- 1) Buy any mobile home park that is in a market that allows for an increase of rent of $50 per month annually (which is most of the markets in the U.S.).
- 2) Buy this park at any price that cover the monthly mortgage and all operating costs.
- 3) Buy a park big enough that this increase has meaningful consequences to your goal (34 lots or larger).
- 4) Enact the plan.
Why it works
You can’t just arbitrarily increase rents in real estate. There has to be a value to the customer, and you have to fit into market rent levels. If you tried to increase rents in most real estate sectors, you’d lose your customers as they already feel that there are better alternatives. This is why apartment and single-family home owner have to be very careful about rent adjustments. But mobile home park lot rents across the nation are ridiculously low and only sit at an average level of $280 per month due to non-economic forces, the largest being what is called “mom-and-pop quantitative easing” which simply means they never raised their rents for decades in line with inflation. Case in point, if you inflation adjust mobile home park lot rents from levels at original construction in the 1950s to 1970s you would have an average U.S. rent of $500 per month – almost twice the current level.
The sustainability of this model
In some industries, raising prices and rents has terrible consequences, particularly in luxury goods where there is vast competition. In the case of mobile home parks, the product is the necessity of affordable housing and the competition is non-existent since apartments are roughly $1,000 per month more and single-family homes are unattainable. You are not taking advantage of customers, but simply market conditions. In a world where apartments average $1,600 per month, you can deliver a product at $500 per month that was formerly $250 and still be a hero. That’s why mobile home parks have insanely high occupancy rates regardless of rent levels – because we’re so much cheaper than everything else out there.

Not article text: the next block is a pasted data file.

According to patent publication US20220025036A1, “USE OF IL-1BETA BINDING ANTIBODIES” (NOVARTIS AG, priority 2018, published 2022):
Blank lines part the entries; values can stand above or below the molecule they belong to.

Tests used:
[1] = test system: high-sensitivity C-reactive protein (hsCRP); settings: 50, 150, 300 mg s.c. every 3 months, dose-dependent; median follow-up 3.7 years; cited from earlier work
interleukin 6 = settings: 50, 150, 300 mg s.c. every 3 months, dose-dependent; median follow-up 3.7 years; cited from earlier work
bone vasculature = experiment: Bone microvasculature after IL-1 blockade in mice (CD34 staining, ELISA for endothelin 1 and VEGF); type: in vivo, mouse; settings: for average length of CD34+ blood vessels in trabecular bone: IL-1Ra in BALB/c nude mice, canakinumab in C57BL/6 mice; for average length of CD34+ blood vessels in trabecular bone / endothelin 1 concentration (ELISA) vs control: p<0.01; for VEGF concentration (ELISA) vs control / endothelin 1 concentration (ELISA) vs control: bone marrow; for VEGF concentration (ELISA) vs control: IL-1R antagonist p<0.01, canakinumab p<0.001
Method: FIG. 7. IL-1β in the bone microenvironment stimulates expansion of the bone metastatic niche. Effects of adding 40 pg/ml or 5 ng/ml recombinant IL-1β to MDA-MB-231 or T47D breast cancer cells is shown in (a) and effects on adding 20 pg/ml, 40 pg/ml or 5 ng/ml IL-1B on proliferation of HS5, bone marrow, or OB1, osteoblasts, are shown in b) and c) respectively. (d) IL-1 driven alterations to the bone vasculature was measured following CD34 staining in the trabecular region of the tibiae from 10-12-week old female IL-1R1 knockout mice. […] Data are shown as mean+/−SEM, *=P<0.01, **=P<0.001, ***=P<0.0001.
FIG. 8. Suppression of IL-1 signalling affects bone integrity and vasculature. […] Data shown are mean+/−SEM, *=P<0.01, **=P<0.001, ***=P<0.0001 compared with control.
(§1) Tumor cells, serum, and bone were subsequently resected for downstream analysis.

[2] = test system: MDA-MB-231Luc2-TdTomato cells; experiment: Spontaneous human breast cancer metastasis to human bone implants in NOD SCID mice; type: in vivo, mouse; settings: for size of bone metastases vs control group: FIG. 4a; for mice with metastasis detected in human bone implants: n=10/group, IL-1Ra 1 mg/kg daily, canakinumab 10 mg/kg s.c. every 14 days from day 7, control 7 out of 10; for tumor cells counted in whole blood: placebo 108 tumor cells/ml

And, of course, there are a range of options here
If the target of $8,333 per month is set in stone, there are still many variables to hit it at different rates of speed and price points. If instead of a 34-space property you bought a 100-space park, you could hit the $100,000 per year level at a rate of speed nearly three times faster. And a 68-space property would hit it in twice the time. For those who need something smaller, a 17-space park could hit is in ten years.
But this plan will not work everywhere
Before you go to Mobilehomeparkstore.com and whip out your checkbook, you need to know that this strategy will not work on every park. In fact, there are many that can never offer this level of success. Remember that to accomplish this plan you need to find a park that has:
- 1) The correct infrastructure, density and location to operate correctly.
- 2) Sufficient quantity of occupied lots.
- 3) Market conditions in which the mobile home park lot rent level is well below market.
- 4) A property that is suitable for bank financing at correct interest rate and loan-to-value.
Remember that you are in the mobile home park business, not the rent increasing business. While higher rents are attainable while still maintaining value to the customers, before you can have higher rents you need a good property that makes those rents possible.
The goal of making $100,000 per year in cash flow from a single mobile home park has long been practical, and that’s why we have done so many Lecture Series events over the years in which owners discuss their holdings in relation to this target. Of all the American real estate sectors, only mobile home parks have the raw material to make this goal attainable. And it’s not a matter of conjecture but simply science and math.